• Posts Tagged ‘standing’

    The Standing of an Exclusive Trademark Licensee (or not)

    by  • July 6, 2020 • right of publicity, trademark • 0 Comments

    July 7, 2020: Updated to add footnote 2. Section 32 of the Lanham Act is for infringement of registered trademarks. The section says that the liability for infringement is to the “registrant.” That category undisputedly includes a successor-in-interest, such as an assignee. A minority of courts have also held that “registrant” encompasses an exclusive...

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    You Can’t Just “Re-Form” a Plaintiff

    by  • April 27, 2020 • patent • 0 Comments

    Here are the facts: Ness Stewart Irvine was a patentee. Irvine assigned his patents-in-suit to InterAD Technologies, LLC. InterAD assigned them to Zeroclick, LLC (“Zeroclick I”), the plaintiff, a Texas entity. Zeroclick I sued Apple for patent infringement. Erich Spangenberg, listed as the “governing person,” terminated the Zeroclick I entity.1 Non-party Granicus IP, LLC...

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    Waiving Ownership of the Registration

    by  • February 10, 2020 • trademark • 0 Comments

    Do you need to own a trademark to succeed in an infringement claim? Not necessarily. The plaintiff, I&I Hair Corporation, now owns the registration for the trademark EZBRAID. Except that it originally didn’t; the registration was owned by Eunja Son, a principal of the plaintiff. I&I Hair sued the defendant, Beauty Plus Trading Co.,...

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    When Is It a License?

    by  • August 20, 2018 • trademark • 0 Comments

    When reviewing a settlement agreement, I often ponder the parts where it says something like “Party B agrees not to infringe the trademark in the future.” The agreement doesn’t need it; whether you say it or not Party B isn’t allowed to break the law. I suppose adding the language gives you a breach...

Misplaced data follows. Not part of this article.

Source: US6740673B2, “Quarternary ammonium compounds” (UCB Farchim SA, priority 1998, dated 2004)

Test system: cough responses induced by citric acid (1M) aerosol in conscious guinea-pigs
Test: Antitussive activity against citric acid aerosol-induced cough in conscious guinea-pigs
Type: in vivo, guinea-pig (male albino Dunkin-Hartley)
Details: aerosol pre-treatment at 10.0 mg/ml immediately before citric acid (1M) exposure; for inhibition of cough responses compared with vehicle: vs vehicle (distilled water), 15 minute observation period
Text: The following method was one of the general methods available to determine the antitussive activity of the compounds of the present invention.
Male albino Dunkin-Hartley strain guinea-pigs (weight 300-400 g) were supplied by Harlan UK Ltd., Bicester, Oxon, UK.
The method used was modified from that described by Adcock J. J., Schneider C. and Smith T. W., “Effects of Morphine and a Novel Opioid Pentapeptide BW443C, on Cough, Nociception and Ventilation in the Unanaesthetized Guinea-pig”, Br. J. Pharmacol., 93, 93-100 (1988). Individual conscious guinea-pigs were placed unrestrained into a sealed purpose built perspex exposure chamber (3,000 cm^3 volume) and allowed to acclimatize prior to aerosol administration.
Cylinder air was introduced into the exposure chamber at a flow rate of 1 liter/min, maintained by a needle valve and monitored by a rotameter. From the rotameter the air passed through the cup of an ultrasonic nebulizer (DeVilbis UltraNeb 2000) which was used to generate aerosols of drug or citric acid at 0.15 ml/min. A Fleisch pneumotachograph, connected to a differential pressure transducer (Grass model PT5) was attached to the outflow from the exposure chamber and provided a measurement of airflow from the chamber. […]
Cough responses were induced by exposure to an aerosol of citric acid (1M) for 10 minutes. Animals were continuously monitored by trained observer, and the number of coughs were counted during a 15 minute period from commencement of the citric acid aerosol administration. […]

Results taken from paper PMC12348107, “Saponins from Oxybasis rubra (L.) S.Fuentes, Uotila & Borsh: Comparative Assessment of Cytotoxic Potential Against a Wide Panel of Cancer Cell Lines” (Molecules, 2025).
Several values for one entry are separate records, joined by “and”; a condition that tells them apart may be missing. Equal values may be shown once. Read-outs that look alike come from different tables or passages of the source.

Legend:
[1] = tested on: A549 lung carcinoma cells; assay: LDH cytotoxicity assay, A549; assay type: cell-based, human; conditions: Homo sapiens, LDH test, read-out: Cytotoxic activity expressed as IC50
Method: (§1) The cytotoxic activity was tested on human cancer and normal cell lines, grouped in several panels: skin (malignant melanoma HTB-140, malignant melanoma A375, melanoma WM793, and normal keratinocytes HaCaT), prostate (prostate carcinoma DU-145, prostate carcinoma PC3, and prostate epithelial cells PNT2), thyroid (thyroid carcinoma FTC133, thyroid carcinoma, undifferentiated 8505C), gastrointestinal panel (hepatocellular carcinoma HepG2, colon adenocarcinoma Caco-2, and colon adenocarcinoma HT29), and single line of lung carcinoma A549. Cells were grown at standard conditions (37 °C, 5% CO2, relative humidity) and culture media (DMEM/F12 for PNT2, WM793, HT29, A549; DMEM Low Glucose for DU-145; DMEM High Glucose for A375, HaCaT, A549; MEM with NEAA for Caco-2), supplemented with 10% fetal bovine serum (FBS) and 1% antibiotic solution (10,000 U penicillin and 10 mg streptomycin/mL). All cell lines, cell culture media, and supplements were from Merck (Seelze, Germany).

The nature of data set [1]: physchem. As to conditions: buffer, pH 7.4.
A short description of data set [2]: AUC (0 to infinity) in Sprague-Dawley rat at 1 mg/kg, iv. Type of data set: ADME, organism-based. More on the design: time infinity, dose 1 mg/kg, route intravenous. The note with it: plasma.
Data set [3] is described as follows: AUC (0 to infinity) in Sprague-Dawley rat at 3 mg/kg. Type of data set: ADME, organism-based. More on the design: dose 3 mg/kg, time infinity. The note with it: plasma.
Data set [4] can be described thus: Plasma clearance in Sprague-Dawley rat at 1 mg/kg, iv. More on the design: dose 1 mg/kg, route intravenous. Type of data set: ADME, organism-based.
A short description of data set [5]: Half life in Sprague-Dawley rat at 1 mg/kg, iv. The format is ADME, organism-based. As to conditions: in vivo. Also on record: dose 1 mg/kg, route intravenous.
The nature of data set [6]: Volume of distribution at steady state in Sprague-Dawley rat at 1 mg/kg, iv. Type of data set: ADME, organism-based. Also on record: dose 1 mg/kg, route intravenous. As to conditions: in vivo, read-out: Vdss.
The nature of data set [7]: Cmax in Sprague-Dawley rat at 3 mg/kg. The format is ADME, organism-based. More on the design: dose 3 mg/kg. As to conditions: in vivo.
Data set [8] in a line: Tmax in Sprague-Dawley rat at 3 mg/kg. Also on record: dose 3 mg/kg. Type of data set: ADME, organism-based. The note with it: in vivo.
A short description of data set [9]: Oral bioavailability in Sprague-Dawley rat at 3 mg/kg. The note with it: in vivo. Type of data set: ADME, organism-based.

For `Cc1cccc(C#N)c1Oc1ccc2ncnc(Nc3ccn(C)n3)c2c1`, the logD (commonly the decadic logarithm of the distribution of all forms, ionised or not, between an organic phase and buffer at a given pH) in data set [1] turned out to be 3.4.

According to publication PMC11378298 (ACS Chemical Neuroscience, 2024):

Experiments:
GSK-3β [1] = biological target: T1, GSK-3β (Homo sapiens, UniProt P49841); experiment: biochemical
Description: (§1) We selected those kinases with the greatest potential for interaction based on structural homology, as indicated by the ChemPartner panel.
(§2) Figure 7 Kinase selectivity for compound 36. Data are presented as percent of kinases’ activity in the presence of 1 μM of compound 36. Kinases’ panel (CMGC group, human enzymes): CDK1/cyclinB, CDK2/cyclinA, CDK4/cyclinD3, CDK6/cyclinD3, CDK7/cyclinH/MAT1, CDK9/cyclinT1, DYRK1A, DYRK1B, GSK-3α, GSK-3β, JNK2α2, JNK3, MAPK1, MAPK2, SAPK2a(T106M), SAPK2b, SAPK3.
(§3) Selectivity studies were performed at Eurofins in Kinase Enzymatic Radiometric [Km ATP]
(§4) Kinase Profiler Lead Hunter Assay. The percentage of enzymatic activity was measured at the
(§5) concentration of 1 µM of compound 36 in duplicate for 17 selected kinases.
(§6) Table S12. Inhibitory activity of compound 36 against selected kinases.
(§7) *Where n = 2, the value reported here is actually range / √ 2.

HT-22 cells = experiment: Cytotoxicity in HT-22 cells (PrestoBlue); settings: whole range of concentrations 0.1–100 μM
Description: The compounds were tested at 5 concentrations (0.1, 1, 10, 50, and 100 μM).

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    The Devil Is In the Definitions

    by  • November 6, 2017 • patent • 0 Comments

    Plaintiff Janssen Biotech had a fundamental structural problem with an agreement. The document was called an “Employee Secrecy Agreement,” but in addition to imposing duties of confidentiality on its employees the agreement also served as an employee invention assignment agreement, as is commonly, if not universally, done. Janssen’s structural problem was in the definition...

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    I Think This One Is Wrong

    by  • September 18, 2017 • trademark • 0 Comments

    Moreno v. Pro Boxing Supplies, Inc. is a precedential decision and, IMHO, clearly contrary to the Board’s controlling precedent. Opposer and petitioner Julie Moreno is the exclusive US licensee of the unregistered trademark CASANOVA for boxing equipment: Applicant and Registrant Pro Boxing Supplies is the owner of a registration for CASANOVA in standard character...

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    It’s The Details

    by  • August 28, 2017 • trademark • 0 Comments

    What a confusing ownership case (which perhaps means that the wise reader stops right here). Errors on every level, at the end of the day unrecoverable. The parties are Paradise Biryani, Inc. (PBI), Paradise Biryani Express, Inc. (Express), and Biryani Point Paradise LLC (PBB) on one side, and Paradise Hospitality Group, LLC (PHG) on...

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    What It Takes to Get Attorneys’ Fees

    by  • January 30, 2017 • patent • 0 Comments

    This is a bit of a “duh” case from the Federal Circuit, a nonprecedential decision. The only surprising part of it is that the trial court, Judge Sparks in the Western District of Texas, didn’t impose even greater sanctions. It was quite a show of generosity. The patent-in-suit has a short chain of title;...

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    Be Careful What You Wish For

    by  • January 23, 2017 • trademark • 0 Comments

    To “plead yourself out of court” is to state facts in a complaint that mean you have already lost. Something like, in a personal injury case, saying “I rear-ended him because he stopped at a red light” would do it. In Reynolds v. Banks it’s not quite exactly that, but pretty darn close. Sandra...

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